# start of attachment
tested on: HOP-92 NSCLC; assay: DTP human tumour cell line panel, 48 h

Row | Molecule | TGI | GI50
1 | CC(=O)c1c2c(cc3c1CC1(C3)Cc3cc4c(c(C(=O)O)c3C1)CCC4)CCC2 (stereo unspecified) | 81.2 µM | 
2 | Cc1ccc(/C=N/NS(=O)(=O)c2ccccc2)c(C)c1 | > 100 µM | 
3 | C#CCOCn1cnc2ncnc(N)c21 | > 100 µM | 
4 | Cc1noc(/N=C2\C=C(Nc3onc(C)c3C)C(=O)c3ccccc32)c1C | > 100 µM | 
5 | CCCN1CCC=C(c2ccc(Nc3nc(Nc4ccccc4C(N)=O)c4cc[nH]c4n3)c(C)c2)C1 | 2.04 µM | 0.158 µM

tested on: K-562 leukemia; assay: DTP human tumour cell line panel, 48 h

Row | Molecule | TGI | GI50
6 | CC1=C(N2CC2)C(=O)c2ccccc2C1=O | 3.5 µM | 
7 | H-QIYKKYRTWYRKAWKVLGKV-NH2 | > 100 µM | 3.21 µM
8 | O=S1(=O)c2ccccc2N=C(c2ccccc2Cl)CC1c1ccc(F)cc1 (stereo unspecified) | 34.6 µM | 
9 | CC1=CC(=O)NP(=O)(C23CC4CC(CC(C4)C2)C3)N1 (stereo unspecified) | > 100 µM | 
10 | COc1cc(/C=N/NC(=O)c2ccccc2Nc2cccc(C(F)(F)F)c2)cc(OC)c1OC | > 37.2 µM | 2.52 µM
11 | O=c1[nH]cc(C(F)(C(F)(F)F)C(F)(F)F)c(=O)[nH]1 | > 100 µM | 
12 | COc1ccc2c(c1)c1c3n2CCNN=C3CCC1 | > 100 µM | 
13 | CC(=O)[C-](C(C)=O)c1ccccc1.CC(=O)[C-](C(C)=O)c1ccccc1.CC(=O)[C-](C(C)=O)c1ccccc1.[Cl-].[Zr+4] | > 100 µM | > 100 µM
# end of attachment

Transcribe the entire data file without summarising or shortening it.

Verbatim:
tested on: HOP-92 NSCLC; assay: DTP human tumour cell line panel, 48 h

Row | Molecule | TGI | GI50
1 | CC(=O)c1c2c(cc3c1CC1(C3)Cc3cc4c(c(C(=O)O)c3C1)CCC4)CCC2 (stereo unspecified) | 81.2 µM | 
2 | Cc1ccc(/C=N/NS(=O)(=O)c2ccccc2)c(C)c1 | > 100 µM | 
3 | C#CCOCn1cnc2ncnc(N)c21 | > 100 µM | 
4 | Cc1noc(/N=C2\C=C(Nc3onc(C)c3C)C(=O)c3ccccc32)c1C | > 100 µM | 
5 | CCCN1CCC=C(c2ccc(Nc3nc(Nc4ccccc4C(N)=O)c4cc[nH]c4n3)c(C)c2)C1 | 2.04 µM | 0.158 µM

tested on: K-562 leukemia; assay: DTP human tumour cell line panel, 48 h

Row | Molecule | TGI | GI50
6 | CC1=C(N2CC2)C(=O)c2ccccc2C1=O | 3.5 µM | 
7 | H-QIYKKYRTWYRKAWKVLGKV-NH2 | > 100 µM | 3.21 µM
8 | O=S1(=O)c2ccccc2N=C(c2ccccc2Cl)CC1c1ccc(F)cc1 (stereo unspecified) | 34.6 µM | 
9 | CC1=CC(=O)NP(=O)(C23CC4CC(CC(C4)C2)C3)N1 (stereo unspecified) | > 100 µM | 
10 | COc1cc(/C=N/NC(=O)c2ccccc2Nc2cccc(C(F)(F)F)c2)cc(OC)c1OC | > 37.2 µM | 2.52 µM
11 | O=c1[nH]cc(C(F)(C(F)(F)F)C(F)(F)F)c(=O)[nH]1 | > 100 µM | 
12 | COc1ccc2c(c1)c1c3n2CCNN=C3CCC1 | > 100 µM | 
13 | CC(=O)[C-](C(C)=O)c1ccccc1.CC(=O)[C-](C(C)=O)c1ccccc1.CC(=O)[C-](C(C)=O)c1ccccc1.[Cl-].[Zr+4] | > 100 µM | > 100 µM